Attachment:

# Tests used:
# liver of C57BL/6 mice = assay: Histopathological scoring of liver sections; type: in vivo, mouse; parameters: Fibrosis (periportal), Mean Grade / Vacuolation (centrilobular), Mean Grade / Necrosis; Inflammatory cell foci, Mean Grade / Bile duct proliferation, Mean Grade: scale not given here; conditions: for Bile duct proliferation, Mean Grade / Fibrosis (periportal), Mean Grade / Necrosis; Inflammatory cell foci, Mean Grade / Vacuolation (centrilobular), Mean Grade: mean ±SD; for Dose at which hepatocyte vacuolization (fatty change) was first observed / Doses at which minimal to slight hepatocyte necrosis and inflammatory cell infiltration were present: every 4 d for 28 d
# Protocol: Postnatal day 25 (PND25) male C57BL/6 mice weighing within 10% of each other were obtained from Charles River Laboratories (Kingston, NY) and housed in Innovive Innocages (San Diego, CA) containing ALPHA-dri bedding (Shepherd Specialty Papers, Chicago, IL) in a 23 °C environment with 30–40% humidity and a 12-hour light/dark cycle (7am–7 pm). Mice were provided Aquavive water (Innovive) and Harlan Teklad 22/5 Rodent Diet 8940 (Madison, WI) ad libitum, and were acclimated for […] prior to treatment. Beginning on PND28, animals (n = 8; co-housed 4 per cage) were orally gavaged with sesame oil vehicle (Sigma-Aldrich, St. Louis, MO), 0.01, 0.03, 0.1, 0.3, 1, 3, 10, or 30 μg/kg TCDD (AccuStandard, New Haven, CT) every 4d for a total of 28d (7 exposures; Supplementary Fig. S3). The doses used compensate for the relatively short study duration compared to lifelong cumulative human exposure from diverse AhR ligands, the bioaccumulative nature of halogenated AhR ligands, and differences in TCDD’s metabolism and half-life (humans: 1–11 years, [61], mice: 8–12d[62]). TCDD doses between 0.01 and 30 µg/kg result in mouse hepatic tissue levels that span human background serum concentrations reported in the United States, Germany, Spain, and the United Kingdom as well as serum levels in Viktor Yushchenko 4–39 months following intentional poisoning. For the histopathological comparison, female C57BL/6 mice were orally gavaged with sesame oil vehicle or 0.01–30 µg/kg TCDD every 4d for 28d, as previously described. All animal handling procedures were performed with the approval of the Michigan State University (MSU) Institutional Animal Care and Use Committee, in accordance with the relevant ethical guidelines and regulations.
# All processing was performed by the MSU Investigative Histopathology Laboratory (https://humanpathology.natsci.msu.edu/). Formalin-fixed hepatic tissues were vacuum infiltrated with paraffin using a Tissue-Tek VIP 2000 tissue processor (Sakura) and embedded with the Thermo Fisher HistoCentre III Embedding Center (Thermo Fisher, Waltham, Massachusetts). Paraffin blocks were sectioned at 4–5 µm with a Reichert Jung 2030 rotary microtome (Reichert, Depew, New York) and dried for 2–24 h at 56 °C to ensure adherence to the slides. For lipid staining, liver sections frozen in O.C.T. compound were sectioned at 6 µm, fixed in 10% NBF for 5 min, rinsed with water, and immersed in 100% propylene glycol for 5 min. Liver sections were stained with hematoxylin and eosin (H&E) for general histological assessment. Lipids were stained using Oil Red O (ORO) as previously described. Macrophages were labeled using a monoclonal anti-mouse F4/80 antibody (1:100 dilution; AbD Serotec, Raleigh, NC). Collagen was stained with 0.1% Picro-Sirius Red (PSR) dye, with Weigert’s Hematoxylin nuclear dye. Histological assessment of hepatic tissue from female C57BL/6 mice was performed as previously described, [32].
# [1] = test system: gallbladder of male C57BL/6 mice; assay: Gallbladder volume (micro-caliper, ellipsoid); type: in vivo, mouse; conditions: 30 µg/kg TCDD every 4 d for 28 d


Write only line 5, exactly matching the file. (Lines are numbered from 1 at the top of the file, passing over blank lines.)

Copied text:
# [1] = test system: gallbladder of male C57BL/6 mice; assay: Gallbladder volume (micro-caliper, ellipsoid); type: in vivo, mouse; conditions: 30 µg/kg TCDD every 4 d for 28 d